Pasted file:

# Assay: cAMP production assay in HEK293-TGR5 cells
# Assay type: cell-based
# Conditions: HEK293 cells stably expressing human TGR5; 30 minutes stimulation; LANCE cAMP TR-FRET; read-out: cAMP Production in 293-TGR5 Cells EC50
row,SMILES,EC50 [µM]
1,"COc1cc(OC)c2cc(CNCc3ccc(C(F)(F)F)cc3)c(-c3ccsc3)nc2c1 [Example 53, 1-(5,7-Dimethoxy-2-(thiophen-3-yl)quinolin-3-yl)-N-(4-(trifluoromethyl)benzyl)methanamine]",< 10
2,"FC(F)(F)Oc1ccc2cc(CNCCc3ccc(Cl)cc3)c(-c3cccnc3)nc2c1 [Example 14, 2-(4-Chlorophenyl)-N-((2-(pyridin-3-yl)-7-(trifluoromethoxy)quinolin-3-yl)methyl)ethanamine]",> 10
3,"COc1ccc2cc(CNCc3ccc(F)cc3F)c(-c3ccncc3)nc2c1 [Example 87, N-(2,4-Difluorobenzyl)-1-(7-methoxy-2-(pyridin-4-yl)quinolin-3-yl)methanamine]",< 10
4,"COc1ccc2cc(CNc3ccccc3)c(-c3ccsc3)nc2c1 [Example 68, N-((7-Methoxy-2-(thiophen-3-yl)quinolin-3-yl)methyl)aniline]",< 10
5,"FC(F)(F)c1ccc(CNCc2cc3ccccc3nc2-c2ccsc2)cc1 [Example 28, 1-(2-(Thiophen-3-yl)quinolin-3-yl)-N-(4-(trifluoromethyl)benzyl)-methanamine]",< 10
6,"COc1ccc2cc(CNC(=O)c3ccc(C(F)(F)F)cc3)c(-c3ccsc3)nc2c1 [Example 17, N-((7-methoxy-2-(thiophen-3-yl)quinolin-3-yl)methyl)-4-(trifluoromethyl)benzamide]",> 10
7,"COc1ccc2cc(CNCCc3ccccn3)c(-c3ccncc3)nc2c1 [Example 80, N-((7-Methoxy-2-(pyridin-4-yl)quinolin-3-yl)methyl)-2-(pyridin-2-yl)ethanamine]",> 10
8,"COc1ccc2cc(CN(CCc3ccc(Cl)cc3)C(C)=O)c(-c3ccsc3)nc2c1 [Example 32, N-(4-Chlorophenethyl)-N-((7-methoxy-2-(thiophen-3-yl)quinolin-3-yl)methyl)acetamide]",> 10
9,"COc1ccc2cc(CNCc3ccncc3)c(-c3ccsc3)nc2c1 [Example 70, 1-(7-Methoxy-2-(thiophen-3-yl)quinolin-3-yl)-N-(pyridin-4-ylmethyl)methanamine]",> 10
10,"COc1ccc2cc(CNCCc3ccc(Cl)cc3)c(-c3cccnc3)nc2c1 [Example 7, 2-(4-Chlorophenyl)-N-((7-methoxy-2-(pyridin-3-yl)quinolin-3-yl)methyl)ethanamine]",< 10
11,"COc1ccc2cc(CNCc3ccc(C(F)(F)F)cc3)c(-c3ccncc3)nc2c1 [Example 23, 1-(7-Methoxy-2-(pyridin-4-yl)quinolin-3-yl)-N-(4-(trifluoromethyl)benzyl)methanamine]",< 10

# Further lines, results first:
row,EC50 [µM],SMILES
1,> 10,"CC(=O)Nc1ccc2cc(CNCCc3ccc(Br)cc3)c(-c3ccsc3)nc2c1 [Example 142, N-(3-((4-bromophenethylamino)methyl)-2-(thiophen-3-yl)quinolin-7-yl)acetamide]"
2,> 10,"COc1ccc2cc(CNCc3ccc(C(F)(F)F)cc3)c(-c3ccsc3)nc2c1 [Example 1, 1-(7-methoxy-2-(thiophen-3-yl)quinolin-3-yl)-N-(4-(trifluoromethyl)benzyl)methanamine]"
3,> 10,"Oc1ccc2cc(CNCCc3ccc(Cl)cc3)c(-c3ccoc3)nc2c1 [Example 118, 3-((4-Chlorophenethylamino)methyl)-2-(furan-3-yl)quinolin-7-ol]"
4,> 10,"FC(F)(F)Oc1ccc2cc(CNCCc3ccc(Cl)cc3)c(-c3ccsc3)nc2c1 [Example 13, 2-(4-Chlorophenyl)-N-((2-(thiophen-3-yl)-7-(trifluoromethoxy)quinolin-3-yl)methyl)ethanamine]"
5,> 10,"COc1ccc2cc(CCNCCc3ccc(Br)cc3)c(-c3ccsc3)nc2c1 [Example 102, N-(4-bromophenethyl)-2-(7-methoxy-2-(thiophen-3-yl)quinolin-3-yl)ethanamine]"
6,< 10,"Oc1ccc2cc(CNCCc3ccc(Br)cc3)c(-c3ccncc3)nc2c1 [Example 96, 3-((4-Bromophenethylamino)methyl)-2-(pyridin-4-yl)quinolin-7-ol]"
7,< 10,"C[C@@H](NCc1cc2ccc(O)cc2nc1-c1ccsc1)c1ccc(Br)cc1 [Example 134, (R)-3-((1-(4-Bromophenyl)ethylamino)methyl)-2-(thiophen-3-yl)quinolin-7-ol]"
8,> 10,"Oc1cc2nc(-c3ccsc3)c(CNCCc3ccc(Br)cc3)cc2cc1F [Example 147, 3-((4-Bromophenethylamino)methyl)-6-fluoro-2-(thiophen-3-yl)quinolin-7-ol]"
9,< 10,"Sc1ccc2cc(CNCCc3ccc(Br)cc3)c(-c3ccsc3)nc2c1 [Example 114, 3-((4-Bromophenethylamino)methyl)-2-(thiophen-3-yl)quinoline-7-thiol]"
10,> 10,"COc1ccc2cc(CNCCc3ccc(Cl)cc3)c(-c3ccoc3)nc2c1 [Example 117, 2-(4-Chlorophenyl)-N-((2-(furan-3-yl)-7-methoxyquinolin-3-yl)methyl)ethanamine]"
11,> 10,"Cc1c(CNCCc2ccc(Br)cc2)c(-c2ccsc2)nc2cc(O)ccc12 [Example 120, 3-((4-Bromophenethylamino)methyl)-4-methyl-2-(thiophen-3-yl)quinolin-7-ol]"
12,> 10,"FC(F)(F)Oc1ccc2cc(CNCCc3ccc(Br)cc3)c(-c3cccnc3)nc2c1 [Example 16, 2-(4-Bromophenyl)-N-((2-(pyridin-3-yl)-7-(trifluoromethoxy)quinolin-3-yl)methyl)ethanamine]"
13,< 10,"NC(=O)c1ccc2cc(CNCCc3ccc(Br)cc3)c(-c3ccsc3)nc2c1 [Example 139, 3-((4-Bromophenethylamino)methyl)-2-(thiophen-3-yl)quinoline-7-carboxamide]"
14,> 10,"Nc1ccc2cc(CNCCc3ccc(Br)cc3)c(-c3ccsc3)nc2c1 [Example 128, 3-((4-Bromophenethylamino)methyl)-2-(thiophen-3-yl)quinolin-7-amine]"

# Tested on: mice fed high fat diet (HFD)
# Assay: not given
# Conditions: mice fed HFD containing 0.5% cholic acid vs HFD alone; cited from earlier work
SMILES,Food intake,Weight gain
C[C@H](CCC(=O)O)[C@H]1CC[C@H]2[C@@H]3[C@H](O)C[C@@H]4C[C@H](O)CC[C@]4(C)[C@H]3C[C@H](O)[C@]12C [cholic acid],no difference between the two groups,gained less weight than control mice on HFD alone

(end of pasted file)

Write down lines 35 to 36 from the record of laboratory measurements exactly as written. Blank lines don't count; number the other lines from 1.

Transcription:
SMILES,Food intake,Weight gain
C[C@H](CCC(=O)O)[C@H]1CC[C@H]2[C@@H]3[C@H](O)C[C@@H]4C[C@H](O)CC[C@]4(C)[C@H]3C[C@H](O)[C@]12C [cholic acid],no difference between the two groups,gained less weight than control mice on HFD alone